THE HOLT AMONG THE ALDERS.
I first saw Lutra, the otter-cub, while I was fishing late one summer night. Slow-moving clouds, breaking into fantastic shapes and spreading out great, threatening arms into the dark, ascended from the horizon and sailed northward under the moon and stars. Ever and anon, low down in the sky, Venus, like a clear-cut diamond suspended from one of its many twinkling points, glittered between the fringes of the clouds, or the white moon diffused soft light among the wreathing vapours that twisted and rolled athwart the heavens. In the shelter of the pines on the margin of the river, a ringdove, awakened by a bickering mate, fluttered from bough to bough; and his angry, muffled coo of defiance marred the stillness of the night. The gurgling call of a moorhen, mingling with the ripple of the stream over the ford, came from the reeds at a distant bend of the river. Nearer, the river, with varying cadence, rose and fell in uneven current over a rocky shelf, and then came on to murmur around me while I waded towards the edge of a deep, forbidding pool. In the smooth back-wash beyond the black cup of the pool a mass of gathered foam gleamed weirdly in the dark; and, further away, broad tangles of river-weed, dotted with the pale petals of countless flowers, floated on the shallow trout-reach extending from the village gardens to the cornfields below the old, grey church.
In one of the terraced gardens behind me a cottager was burning garden refuse; tongues of flame leaped up amid billows of smoke, and from the crackling heap a myriad sparks shot out on every side. While the cottager moved about by the fire, his shadow lengthened across the river, which, reflecting the lurid glare, became strangely suggestive of unfathomable depths. The moorhen called again from the reeds near the ford, then flew away over the fire-flushed river and disappeared into the gloom; and a water-vole dropped with a gentle plash into the pool.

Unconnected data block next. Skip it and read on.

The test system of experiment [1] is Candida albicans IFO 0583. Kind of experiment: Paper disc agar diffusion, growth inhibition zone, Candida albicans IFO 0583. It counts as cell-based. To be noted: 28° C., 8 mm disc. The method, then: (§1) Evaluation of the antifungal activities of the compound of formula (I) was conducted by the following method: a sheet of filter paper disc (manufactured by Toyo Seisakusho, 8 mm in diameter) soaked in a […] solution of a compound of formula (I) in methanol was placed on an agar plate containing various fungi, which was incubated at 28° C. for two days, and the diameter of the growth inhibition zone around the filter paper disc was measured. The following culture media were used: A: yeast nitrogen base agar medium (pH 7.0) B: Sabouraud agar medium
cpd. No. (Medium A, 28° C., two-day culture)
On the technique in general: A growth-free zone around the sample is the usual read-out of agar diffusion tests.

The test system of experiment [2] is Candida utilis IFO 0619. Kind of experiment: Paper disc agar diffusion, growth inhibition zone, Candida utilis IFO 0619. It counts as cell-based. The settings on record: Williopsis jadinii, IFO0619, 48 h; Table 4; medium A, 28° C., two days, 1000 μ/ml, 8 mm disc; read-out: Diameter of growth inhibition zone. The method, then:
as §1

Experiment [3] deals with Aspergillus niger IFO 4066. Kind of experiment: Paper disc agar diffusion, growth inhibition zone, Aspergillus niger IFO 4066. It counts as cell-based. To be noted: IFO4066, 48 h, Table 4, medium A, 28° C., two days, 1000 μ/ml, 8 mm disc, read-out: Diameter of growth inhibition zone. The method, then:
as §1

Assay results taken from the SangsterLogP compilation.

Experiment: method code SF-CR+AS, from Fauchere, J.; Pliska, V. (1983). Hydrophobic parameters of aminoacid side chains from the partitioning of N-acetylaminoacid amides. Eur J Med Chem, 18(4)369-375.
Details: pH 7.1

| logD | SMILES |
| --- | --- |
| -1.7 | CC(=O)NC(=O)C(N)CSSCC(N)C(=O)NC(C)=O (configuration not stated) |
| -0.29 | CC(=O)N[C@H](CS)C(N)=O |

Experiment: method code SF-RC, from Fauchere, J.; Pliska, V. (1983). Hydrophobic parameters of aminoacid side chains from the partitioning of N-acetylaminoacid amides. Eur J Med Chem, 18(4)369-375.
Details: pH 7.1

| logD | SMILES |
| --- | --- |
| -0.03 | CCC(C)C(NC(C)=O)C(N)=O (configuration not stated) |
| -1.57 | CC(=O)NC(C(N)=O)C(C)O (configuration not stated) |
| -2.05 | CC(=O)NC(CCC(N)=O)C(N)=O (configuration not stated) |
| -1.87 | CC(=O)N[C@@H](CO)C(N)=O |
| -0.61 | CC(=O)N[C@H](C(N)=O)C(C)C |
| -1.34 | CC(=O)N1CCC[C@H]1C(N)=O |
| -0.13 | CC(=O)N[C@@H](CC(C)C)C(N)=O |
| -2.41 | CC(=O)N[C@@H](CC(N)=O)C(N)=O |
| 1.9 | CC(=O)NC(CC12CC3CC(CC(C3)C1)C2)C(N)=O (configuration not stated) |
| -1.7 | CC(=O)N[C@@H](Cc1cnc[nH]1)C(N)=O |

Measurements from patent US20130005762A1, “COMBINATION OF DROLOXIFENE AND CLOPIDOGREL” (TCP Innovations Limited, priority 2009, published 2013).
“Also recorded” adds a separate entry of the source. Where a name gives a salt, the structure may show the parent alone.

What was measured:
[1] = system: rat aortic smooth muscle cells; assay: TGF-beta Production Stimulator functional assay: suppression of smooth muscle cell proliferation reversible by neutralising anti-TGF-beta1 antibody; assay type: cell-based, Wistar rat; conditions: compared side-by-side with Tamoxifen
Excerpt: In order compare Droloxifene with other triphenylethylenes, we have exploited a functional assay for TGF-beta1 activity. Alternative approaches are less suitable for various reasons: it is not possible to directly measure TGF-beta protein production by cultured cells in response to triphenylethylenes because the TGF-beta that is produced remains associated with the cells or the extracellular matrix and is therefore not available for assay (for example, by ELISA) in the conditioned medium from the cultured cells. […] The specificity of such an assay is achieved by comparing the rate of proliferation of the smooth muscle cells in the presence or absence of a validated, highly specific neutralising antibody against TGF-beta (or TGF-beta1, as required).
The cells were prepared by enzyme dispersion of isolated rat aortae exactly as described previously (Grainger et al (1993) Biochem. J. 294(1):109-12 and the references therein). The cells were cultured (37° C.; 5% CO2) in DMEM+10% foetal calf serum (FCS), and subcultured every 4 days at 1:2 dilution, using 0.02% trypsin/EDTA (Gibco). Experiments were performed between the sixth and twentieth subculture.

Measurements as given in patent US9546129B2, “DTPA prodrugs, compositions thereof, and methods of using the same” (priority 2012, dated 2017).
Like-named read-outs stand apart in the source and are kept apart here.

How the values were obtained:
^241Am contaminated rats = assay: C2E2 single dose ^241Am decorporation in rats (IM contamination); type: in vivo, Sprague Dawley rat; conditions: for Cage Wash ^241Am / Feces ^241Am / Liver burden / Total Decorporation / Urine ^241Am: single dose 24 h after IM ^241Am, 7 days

Casting a white moth quietly over the stream, I noticed beyond the shadows a round mass rising from the centre of the current, moving against the flood, and sinking noiselessly out of sight. There could be no doubt that the shape and motion were those of an otter. To continue my sport would have been in vain with such a master-fisher in the pool, so I reeled in my line, and stood still among the ripples as they circled, muttering, around my knees. Presently the dim form of the otter reappeared a little further up-stream, and I caught sight of a glistening trout in the creature's mouth.
The otter swam, with head just above water, towards the alders skirting the opposite bank, and then, turning sharply, was lost to sight near the overhanging roots of a sycamore. Immediately afterwards, a strange, flute-like whistle—as if some animal, having ascended from the depths of the river, had blown water through its nostrils in a violent effort to breathe—came from the whirlpool in the dense shadows of the pines: the otter's mate was hunting in the quiet water beyond the shelf of rock....